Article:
espouse

verb
es·​pouse | \ i-ˈspau̇z also -ˈspau̇s How to pronounce espouse (audio) \
espoused; espousing

Definition of espouse

transitive verb

1 : marry
2 : to take up and support as a cause : become attached to

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Other Words from espouse

espouser noun

Synonyms for espouse

Synonyms

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Choose the Right Synonym for espouse

adopt, embrace, espouse mean to take an opinion, policy, or practice as one's own. adopt implies accepting something created by another or foreign to one's nature. forced to adopt new policies embrace implies a ready or happy acceptance. embraced the customs of their new homeland espouse adds an implication of close attachment to a cause and a sharing of its fortunes. espoused the cause of women's rights

Commit to Learning the History of Espouse

As you might guess, the words "espouse" and "spouse" are related, both deriving from the Latin verb spondēre, meaning "to promise or betroth." In fact, the two were once completely interchangeable, with each serving as a noun meaning "a newly married person" or "a husband or wife" and also as a verb meaning "to marry." Their semantic separation began in the 17th century, when the noun "espouse" fell out of use. Around the same time, people started using the verb "espouse" figuratively to mean "to commit to and support a cause." "Spouse" continued to be used in both noun and verb forms until the 20th century, when its verb use declined and it came to be used mainly as a noun meaning "husband or wife."

Examples of espouse in a Sentence

The new theory has been espoused by many leading physicists. Those espousing unpopular views were often excluded.
Recent Examples on the Web That sentiment—just like the recent push for criminal-justice reform—has been bipartisan, espoused both by Jeff Sessions in his early days as an Alabama prosecutor and by Kamala Harris as D.A. in San Francisco. Andrew Cockburn, Harper's magazine, "Power of Attorney," 16 Sep. 2019 Fans are also not prohibited from displaying other signs that espouse anti-fascist, anti-racist or pro-immigrant messaging. Jamie Goldberg, oregonlive.com, "Portland Thorns fans join Timbers fans in protesting ban on ‘Iron Front’ symbol, political displays," 25 Aug. 2019 The conference led to a schism in African letters with those from former English colonies at odds with the Francophone delegates who espoused the Negritude movement. James Murua, Quartz Africa, "The rise and rise of the literary festival in African cities," 9 Aug. 2019 Langdon once sat Redick down in Coach K’s office during an early 2000s summer camp in Durham, the elder marksman espousing wisdoms of surviving the pro ranks. Jake Fischer, SI.com, "How David Griffin Rebuilt the Pelicans and His World," 1 Aug. 2019 Because in a lot of ways, the people who espouse these very principles of openness are people who need to be reminded that language can be another way to close off borders. Tobias Carroll, Longreads, "‘My Teachers Said We Weren’t Allowed To Use Them.’," 30 July 2019 Their members have espoused other brands of hate — such as misogyny, Islamophobia and bigotry toward transgender people. Marina Starleaf Riker, ExpressNews.com, "Far-right groups gain mainstream momentum in crusade against anti-fascist movement," 13 Sep. 2019 The meaning and symbolism painted on the walls of the synagogue espouses hatred, which is not indicative of this community. Don Stacom, courant.com, "Newtown police investigate synagogue vandalism," 24 Aug. 2019 That was Hassett’s theory, anyway, and a number of other conservative economists espoused it, too. John Cassidy, The New Yorker, "A Decline in Capital Investment Reveals the False Promise of Trump’s Tax Bill," 30 July 2019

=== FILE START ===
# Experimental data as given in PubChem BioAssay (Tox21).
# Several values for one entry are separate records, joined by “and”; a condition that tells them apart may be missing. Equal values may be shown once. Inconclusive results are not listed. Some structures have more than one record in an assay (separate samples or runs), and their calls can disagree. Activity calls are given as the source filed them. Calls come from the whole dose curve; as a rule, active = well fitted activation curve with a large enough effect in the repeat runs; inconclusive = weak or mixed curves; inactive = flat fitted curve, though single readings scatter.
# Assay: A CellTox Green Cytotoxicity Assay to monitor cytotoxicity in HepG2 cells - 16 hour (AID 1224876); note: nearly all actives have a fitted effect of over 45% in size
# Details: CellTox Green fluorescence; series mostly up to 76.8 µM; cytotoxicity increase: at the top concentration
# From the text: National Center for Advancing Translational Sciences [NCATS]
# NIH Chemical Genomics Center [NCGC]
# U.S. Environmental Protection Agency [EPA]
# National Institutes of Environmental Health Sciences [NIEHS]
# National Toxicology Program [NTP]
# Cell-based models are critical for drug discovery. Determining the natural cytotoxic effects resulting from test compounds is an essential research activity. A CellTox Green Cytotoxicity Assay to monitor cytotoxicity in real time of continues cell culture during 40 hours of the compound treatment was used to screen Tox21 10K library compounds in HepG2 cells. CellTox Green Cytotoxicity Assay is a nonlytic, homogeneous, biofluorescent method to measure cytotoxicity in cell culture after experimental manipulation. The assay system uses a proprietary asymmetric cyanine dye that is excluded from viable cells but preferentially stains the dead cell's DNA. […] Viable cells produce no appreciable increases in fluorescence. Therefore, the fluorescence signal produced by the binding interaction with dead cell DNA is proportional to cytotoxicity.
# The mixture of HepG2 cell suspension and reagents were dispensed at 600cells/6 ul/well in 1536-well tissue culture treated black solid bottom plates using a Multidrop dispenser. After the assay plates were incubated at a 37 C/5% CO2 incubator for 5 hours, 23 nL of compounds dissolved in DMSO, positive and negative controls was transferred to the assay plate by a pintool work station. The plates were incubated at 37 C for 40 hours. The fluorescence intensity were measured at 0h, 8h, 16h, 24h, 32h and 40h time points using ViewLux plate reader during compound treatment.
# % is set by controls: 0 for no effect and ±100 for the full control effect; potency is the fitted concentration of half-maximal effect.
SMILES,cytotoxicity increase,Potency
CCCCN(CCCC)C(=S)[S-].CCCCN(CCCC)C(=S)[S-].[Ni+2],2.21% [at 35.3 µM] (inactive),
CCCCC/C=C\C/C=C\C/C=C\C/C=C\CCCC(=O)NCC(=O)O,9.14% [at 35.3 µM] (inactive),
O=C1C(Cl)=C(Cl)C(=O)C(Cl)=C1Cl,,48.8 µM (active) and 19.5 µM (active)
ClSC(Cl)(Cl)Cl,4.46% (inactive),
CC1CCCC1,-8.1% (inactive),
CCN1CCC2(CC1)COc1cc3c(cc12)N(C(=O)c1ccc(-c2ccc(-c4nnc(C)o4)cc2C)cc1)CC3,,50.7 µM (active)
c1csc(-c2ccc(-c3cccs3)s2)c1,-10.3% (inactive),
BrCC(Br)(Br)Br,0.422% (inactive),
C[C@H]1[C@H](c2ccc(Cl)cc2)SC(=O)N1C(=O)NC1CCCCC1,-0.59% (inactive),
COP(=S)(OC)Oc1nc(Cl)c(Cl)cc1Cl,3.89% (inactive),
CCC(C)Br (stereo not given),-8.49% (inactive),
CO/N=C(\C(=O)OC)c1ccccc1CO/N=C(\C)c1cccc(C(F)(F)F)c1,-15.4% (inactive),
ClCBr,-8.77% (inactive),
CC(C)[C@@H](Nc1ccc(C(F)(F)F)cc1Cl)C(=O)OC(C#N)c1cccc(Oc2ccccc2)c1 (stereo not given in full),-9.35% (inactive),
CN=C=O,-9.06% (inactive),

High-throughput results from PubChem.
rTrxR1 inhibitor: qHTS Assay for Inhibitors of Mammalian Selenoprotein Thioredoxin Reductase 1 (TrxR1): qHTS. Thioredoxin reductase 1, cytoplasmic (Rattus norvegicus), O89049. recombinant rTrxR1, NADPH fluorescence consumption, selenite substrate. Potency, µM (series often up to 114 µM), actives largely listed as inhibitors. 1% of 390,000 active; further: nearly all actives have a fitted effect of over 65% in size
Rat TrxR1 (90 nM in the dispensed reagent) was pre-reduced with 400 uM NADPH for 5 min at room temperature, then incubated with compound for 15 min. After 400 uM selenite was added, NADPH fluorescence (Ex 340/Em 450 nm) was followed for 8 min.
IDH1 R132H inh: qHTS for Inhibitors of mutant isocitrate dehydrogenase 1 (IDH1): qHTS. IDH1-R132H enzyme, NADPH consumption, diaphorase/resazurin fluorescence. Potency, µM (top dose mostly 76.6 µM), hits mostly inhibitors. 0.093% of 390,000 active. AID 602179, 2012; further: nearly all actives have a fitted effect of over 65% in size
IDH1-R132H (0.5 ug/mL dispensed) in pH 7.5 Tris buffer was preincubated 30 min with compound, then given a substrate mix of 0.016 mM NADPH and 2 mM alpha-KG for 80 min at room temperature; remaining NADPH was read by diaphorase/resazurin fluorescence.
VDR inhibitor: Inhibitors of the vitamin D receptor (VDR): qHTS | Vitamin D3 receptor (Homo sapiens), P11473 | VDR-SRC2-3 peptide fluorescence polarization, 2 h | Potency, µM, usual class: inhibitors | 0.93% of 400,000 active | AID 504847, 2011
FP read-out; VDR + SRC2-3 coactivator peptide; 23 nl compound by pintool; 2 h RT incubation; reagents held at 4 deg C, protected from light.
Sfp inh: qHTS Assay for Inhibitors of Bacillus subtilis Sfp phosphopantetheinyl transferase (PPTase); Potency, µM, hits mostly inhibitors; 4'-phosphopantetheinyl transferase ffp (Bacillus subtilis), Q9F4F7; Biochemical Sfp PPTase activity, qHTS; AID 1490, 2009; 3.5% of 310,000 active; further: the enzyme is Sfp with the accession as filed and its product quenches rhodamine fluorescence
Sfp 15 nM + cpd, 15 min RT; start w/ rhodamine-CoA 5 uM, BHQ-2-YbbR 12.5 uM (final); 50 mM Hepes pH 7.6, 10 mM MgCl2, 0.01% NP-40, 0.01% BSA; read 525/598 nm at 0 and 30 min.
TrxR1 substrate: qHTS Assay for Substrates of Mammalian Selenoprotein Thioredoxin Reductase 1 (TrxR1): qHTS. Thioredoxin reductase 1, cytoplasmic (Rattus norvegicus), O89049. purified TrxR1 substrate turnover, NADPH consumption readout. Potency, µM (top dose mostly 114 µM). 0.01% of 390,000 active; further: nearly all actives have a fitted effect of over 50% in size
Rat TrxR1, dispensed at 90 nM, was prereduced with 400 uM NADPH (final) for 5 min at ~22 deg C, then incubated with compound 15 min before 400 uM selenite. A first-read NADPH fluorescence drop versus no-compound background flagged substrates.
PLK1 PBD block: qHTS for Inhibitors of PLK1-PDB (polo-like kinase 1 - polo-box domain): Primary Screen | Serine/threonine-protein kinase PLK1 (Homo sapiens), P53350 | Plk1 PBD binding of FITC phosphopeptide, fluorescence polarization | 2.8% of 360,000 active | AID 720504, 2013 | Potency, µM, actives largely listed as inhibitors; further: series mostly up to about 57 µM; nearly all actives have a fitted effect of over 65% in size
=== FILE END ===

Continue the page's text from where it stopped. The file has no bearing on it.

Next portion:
These example sentences are selected automatically from various online news sources to reflect current usage of the word 'espouse.' Views expressed in the examples do not represent the opinion of Merriam-Webster or its editors. Send us feedback.

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First Known Use of espouse

15th century, in the meaning defined at sense 1

History and Etymology for espouse

Middle English, from Anglo-French espuser, from Late Latin sponsare to betroth, from Latin sponsus betrothed — more at spouse

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Time Traveler for espouse

Time Traveler

The first known use of espouse was in the 15th century

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Last Updated

13 Nov 2019

Cite this Entry

“Espouse.” The Merriam-Webster.com Dictionary, Merriam-Webster Inc., https://www.merriam-webster.com/dictionary/espousing. Accessed 21 November 2019.

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More Definitions for espouse

espouse

verb
How to pronounce espouse (audio)

English Language Learners Definition of espouse

formal : to express support for (a cause, belief, etc.)

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More from Merriam-Webster on espouse

Thesaurus: All synonyms and antonyms for espouse

Rhyming Dictionary: Words that rhyme with espouse

Spanish Central: Translation of espouse

Nglish: Translation of espouse for Spanish Speakers

Britannica English: Translation of espouse for Arabic Speakers

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